China “is not willing to talk” about allowing envoys to resume work and Vilnius will not accept “ultimatums” from Beijing, according to Asta Skaisgirytė, Lithuanian president’s senior adviser.
On August 10, China’s Foreign Ministry recalled its ambassador to Lithuania and told Vilnius to follow suit. Relations between the two countries turned sour after Lithuania allowed Taipei to open a representation in Vilnius using the name “Taiwan”, a move which Beijing sees as an attempt to recognise the country that it considers as a breakaway province and therefore a breach of the so-called One China principle.
“Unfortunately, China is not yet willing to talk about ambassadors resuming their office,” Skaisgirytė told LRT RADIO.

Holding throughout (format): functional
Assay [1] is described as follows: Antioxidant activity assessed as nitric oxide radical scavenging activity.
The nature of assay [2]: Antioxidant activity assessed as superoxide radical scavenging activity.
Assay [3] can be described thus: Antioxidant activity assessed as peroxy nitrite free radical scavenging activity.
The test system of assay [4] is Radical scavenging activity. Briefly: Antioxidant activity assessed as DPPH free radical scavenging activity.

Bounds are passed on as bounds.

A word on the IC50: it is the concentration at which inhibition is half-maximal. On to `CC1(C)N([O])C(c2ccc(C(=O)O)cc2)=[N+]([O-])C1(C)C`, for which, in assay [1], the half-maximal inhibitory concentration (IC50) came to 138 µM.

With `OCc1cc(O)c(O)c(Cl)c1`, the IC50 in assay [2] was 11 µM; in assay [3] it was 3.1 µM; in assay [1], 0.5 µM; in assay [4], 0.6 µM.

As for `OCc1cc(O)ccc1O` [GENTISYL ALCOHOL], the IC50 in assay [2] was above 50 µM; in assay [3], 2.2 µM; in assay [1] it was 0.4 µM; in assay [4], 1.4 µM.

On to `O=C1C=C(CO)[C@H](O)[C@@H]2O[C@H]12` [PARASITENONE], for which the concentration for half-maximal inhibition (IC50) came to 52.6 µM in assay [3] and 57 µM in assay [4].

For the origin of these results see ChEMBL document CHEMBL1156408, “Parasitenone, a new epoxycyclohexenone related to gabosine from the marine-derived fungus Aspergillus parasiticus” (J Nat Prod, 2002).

Lithuania wants to work toward improving diplomatic relations with China, but it would only be possible if there was mutual respect, according to Skaisgirytė.
“The Lithuanian president has repeated several times that there was no intention to complicate Lithuanian–Chinese relations,” she said. “On the contrary, we are ready to maintain friendly relations based on mutual commitment and benefit.”
“I want to stress respect. We cannot accept one big country’s thinking that it can influence a smaller state’s policy with ultimatums,” she added.
According to Skaisgirytė, poor relations with China will not lead to major economic losses to Lithuania.
“Trade volumes, especially our export volumes to China, are very small. Certain losses are possible, but we should not exaggerate them,” the advisor said.